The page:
Thursday, August 15, 2013

I'm Leaving for Pasargadae...



We Iranians are a fiercely proud and nationalistic bunch. We pride ourselves on our rich culture and long history. The Persian Empire, in fact, represented the world's first superpower, stretching from Greece to China, and covered parts of northern Africa and the Arabian peninsula. It was an empire based on tolerance and respect for other religions and cultures. This is something that is still easily seen in the ancient city of Persepolis. The etchings in the stone illustrate people from the different nations of the known world all paying tribute to the king.


Persian Empire ©Wikipedia


It's no wonder, then, that Cyrus the Great, founder of the Achaemenid Empire (the first Persian Empire), is credited with the creation of the world's first charter of human rights known as the Cyrus Cylinder

This clay cylinder dates back to the 6th century BC and is written in cuneiform script. The text is said to outline the lineage of kings from which Cyrus came. Though it has been disputed by some scholars, it is also said that the cylinder gives evidence of Cyrus' policy of the repatriation of the Jewish people. 


Cyrus Cylinder ©Wikipedia

The mausoleum of Cyrus the Great is located in the world heritage site of Pasargadae, one of the many UNESCO World Heritage Sites to see around Persepolis, just outside of Shiraz. 





It's here that I have to include a poem. For me, the language of poetry and literature is Brazilian Portuguese (after Persian, of course!). It's in this regard that I've always thought Iranian and Brazilian cultures were alike. Just like Persian, it's worth learning Portuguese for no other reason than to be able to read literature in its original language. This poem by Manuel Bandeira entitled Vou-me Embora pra Pasargada (I'm leaving for Pasargadae) describes a man who is dissatisfied with his life and wants to go to this city, which is described as a utopia. Granted, his poem is not a depiction of reality, but it's fascinating that Pasargadae represents his utopia. I will leave you with just a piece of it, but you can read the full poem here in Portuguese and English.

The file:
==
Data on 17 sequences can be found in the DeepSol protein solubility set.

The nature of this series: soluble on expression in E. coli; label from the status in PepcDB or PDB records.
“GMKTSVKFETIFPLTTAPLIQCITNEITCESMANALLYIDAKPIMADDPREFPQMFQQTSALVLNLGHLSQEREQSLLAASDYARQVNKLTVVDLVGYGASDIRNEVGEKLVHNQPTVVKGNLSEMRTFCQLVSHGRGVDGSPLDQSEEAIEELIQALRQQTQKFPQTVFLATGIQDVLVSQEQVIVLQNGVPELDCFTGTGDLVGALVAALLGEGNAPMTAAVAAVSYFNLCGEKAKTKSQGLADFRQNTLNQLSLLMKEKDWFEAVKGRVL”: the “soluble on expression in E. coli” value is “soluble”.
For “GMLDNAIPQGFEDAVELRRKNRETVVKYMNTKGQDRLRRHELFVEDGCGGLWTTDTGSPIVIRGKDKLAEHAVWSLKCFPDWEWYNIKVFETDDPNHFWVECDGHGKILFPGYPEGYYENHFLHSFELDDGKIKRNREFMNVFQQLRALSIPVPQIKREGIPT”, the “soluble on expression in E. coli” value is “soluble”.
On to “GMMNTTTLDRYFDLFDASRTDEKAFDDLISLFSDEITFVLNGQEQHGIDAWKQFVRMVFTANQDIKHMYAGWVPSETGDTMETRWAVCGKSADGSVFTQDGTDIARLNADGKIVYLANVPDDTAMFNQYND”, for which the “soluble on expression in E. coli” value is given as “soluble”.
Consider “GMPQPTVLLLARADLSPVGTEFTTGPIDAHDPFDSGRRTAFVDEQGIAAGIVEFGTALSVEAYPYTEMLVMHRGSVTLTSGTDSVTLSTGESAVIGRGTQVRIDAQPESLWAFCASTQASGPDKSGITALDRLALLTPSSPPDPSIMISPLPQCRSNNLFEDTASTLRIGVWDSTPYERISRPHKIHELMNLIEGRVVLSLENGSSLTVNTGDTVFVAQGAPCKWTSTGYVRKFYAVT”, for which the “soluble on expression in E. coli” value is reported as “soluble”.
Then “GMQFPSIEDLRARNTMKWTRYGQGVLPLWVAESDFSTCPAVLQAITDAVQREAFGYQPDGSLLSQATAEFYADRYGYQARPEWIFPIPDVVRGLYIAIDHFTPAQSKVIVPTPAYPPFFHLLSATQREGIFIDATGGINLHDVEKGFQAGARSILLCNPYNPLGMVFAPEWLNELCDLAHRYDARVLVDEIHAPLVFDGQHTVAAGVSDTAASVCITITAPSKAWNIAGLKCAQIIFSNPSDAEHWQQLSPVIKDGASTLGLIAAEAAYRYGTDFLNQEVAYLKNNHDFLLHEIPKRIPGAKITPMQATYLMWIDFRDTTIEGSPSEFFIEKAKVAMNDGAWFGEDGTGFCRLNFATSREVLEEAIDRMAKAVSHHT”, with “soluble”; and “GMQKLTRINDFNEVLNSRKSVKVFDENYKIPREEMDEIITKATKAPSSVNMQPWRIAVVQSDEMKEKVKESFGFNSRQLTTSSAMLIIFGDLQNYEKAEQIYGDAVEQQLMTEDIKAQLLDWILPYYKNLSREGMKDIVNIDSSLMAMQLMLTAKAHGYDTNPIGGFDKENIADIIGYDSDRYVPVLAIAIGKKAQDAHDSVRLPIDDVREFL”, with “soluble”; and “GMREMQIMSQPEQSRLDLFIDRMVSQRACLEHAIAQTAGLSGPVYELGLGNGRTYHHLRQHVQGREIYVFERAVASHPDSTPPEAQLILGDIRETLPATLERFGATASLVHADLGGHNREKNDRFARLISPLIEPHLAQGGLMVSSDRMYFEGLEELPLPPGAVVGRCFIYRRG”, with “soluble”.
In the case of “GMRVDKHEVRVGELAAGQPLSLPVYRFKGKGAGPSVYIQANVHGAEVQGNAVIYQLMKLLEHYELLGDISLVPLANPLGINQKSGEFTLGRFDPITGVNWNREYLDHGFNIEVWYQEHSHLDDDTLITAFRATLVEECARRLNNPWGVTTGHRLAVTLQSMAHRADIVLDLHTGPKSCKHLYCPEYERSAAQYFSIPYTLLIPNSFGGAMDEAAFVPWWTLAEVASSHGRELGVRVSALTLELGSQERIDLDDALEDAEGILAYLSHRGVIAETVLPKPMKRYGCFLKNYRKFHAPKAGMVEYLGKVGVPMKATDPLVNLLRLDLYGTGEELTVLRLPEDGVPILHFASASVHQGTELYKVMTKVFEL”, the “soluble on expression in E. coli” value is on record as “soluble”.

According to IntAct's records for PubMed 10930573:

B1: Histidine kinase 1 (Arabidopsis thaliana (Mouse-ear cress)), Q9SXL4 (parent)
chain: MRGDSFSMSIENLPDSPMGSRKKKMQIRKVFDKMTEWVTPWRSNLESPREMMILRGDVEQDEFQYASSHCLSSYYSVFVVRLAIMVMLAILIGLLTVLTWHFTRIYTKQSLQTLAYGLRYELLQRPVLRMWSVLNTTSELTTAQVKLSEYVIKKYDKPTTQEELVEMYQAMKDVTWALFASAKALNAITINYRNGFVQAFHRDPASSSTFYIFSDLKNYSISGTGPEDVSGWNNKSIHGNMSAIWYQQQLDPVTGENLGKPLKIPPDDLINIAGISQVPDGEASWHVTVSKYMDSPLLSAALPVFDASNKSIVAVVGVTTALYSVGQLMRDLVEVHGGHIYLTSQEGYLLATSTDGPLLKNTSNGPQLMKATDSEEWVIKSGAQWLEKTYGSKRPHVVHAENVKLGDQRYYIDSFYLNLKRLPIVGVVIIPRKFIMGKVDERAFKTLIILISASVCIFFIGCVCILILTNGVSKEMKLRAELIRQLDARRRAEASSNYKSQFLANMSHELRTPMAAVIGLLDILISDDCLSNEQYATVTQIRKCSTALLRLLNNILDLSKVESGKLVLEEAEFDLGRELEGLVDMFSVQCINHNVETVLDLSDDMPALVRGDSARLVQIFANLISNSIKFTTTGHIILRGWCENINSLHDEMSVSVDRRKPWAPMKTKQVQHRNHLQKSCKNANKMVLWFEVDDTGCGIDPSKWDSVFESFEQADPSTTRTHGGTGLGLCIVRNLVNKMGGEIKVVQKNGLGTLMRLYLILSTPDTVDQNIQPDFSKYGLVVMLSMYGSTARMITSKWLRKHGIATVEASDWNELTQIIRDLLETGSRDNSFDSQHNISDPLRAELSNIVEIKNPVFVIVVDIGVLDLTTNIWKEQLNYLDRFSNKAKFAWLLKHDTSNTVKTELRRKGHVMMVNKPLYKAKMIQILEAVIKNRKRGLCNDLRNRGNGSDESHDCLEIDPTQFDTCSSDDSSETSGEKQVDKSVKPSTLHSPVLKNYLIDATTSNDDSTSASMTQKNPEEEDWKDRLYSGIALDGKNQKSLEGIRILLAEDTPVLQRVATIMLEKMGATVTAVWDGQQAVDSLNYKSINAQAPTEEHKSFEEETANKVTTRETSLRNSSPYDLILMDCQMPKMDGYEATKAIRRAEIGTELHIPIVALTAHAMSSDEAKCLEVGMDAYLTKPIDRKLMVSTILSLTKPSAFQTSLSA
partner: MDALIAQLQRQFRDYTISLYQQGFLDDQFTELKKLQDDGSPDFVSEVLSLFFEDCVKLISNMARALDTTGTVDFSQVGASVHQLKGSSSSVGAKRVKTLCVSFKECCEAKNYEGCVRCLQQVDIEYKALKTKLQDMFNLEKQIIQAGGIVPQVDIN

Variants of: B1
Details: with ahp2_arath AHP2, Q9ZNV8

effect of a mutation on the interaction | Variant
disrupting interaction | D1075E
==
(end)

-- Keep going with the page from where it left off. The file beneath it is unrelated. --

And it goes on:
Vou-me embora pra Pasargada
La sou amigo do rei
La tenho a mulher que eu quero
Na cama que escolherei      

...

I'm leaving for Pasargada
There, I am the king's friend
Have the woman I want
In the bed that I choose
                  




The Cyrus Cylinder has been touring the United States and will be on display in the Asian Art Museum in San Francisco through September 22. If you are on the West Coast, don't miss it!


♥ Pontia

4 comments:

  1. Just wanted to let you know that your Persian Empire picture from Wikipedia doesn't display. Cumprimentos! ;)

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  2. Lovely. Thank you for making this connection between Persian and Brazilian culture. Although I am an american and the tools of English we use are often crudely fashioned, when other languages and cultures can convey the richness of the human experience us non Persians and non Brazilians are the better for it. Thank you for posting this.

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    Replies
    1. Thank you for your note! I also think that when we can form these connections across cultures, we see that we are all more alike than we are different. Thank you for reading.

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